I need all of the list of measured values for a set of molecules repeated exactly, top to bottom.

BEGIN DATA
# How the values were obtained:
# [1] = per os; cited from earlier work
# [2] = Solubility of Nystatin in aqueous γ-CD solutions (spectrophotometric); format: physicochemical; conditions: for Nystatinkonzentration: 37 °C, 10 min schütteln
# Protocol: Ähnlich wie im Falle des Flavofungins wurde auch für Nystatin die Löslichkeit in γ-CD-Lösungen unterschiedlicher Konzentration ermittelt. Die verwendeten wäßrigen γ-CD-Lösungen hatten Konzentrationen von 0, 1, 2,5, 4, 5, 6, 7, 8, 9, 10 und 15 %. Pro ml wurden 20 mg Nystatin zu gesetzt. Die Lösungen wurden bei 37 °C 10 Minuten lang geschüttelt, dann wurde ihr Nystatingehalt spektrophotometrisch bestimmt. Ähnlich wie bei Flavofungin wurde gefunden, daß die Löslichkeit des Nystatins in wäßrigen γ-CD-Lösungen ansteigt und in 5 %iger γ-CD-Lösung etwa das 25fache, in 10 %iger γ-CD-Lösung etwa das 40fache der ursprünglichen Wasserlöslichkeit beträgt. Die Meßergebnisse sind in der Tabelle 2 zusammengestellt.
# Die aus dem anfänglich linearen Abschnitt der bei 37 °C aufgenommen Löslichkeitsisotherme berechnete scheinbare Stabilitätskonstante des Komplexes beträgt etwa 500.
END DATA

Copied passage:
# How the values were obtained:
# [1] = per os; cited from earlier work
# [2] = Solubility of Nystatin in aqueous γ-CD solutions (spectrophotometric); format: physicochemical; conditions: for Nystatinkonzentration: 37 °C, 10 min schütteln
# Protocol: Ähnlich wie im Falle des Flavofungins wurde auch für Nystatin die Löslichkeit in γ-CD-Lösungen unterschiedlicher Konzentration ermittelt. Die verwendeten wäßrigen γ-CD-Lösungen hatten Konzentrationen von 0, 1, 2,5, 4, 5, 6, 7, 8, 9, 10 und 15 %. Pro ml wurden 20 mg Nystatin zu gesetzt. Die Lösungen wurden bei 37 °C 10 Minuten lang geschüttelt, dann wurde ihr Nystatingehalt spektrophotometrisch bestimmt. Ähnlich wie bei Flavofungin wurde gefunden, daß die Löslichkeit des Nystatins in wäßrigen γ-CD-Lösungen ansteigt und in 5 %iger γ-CD-Lösung etwa das 25fache, in 10 %iger γ-CD-Lösung etwa das 40fache der ursprünglichen Wasserlöslichkeit beträgt. Die Meßergebnisse sind in der Tabelle 2 zusammengestellt.
# Die aus dem anfänglich linearen Abschnitt der bei 37 °C aufgenommen Löslichkeitsisotherme berechnete scheinbare Stabilitätskonstante des Komplexes beträgt etwa 500.